In 2003, a Dallas Morning News editorial dubbed Republican Congressman Joe Barton “Smokey Joe” for his efforts to protect Texas polluters from pollution control requirements.

Now Smokey Joe is at it again. He has blocked an attempt in Congress to make at least some progress towards cleaning up coal-fired power plants. The issue involves a compromise plan put together by Sen. Tom Carper (D-Del.), Rep. John Dingell (D-Mich.), and Rep. Rick Boucher (D-Va.)that was designed to codify the first phase of the Bush EPA interstate air pollution rule (the so-called “Clean Air Interstate Rule” or CAIR), which had been struck down by a federal appeals court.

The compromise plan also would have taken away what can best be characterized as a “coal bonus” that the Bush EPA inserted into the final rule as a way to reward coal-burning companies such as Southern Company.

The plan was also designed to trigger more aggressive, long-term pollution reductions than those contained in the Bush CAIR plan. Because of this last feature, the Bush administration (chiefly the White House Council on Environmental Quality Chairman James Connaughton) has spent weeks behind closed doors trying to persuade Congress to adopt the CAIR plan in its entirety — including its relatively weak long-term pollution reduction targets.

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Carper, Boucher and Dingell rejected that approach as too weak for the long-term and set about trying to promote their compromise. That prompted the politically connected Southern Company to start lobbying aggressively to kill the plan, especially because it didn’t want its coal bonus taken away. Southern wields particular clout because its head is also chairman of the power industry lobby, the Edison Electric Institute, which is a major campaign contributor to Smokey Joe — the top Republican on the House Energy and Commerce Committee.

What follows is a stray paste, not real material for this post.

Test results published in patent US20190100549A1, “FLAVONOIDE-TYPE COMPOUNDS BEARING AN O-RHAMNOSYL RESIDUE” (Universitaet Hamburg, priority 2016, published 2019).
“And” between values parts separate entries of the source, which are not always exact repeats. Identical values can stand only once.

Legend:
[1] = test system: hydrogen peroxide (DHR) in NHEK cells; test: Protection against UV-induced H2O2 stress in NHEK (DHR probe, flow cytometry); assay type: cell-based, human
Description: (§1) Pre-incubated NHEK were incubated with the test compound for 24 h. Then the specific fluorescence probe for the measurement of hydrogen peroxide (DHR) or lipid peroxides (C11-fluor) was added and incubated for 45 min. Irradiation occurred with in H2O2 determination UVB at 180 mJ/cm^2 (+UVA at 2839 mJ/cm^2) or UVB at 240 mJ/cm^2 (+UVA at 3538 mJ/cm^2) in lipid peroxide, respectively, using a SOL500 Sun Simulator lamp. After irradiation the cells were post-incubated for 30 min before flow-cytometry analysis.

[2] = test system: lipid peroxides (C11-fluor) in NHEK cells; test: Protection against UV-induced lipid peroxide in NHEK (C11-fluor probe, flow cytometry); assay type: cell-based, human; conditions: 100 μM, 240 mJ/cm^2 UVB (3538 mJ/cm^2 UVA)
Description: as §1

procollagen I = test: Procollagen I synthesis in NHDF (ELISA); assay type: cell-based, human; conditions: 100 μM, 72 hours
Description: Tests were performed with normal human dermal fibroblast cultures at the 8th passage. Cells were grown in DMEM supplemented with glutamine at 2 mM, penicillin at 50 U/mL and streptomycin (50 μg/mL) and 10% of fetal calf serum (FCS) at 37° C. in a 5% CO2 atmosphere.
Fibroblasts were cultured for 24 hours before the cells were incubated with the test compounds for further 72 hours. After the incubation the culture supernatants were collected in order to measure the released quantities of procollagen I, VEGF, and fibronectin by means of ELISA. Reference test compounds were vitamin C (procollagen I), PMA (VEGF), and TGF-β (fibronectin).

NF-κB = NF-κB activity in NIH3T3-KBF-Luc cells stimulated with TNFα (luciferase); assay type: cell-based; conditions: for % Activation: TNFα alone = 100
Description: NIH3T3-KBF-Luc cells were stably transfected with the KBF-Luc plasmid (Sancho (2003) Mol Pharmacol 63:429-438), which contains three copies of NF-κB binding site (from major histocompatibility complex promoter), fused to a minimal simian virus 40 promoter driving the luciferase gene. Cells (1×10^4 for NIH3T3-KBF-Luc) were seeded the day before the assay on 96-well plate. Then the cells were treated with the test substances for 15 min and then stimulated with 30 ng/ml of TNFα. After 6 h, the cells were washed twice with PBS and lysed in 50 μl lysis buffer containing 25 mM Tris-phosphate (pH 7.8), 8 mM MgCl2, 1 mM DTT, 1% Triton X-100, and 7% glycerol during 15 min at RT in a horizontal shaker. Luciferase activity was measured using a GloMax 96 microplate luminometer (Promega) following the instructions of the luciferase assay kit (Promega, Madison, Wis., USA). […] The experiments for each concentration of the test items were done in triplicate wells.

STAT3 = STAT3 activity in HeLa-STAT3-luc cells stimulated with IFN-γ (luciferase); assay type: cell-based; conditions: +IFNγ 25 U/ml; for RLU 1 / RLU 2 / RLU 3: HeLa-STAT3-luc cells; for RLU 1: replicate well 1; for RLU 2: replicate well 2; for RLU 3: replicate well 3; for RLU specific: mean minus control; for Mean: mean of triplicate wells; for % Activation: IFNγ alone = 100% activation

Because there are only a few working days left in this Congress, Carper, Dingell and Boucher hoped to proceed under a streamlined process that would require Barton’s cooperation. But yesterday, Barton said no deal. As reported in today’s Environment and Energy Daily, Barton said he wanted to spend time in the next Congress “thoroughly reviewing not only the CAIR reductions but the entire Clean Air Act.”

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In other words, Barton is holding this pollution cleanup plan hostage to his desires to weaken the entire law.

As a result, according to the EPA, literally thousands of people will die prematurely from breathing dirty air. That includes hundreds of people a year in Barton’s own state. Ironically, the plan Barton rejected would also have had the effect of reducing electricity costs for Texas consumers as compared to the original Bush plan. (That’s because the “coal bonus” would have meant extra costs for states like Texas that use less coal as compared to states such as Ohio and Pennsylvania.)

Southern Company is spreading disinformation. One of its lobbyists, Jeffrey Holmstead (who actually wrote the CAIR rules while head of EPA’s air pollution program), tried to blame Carper for this impasse.

But the real villain, of course, is Smokey Joe. Again.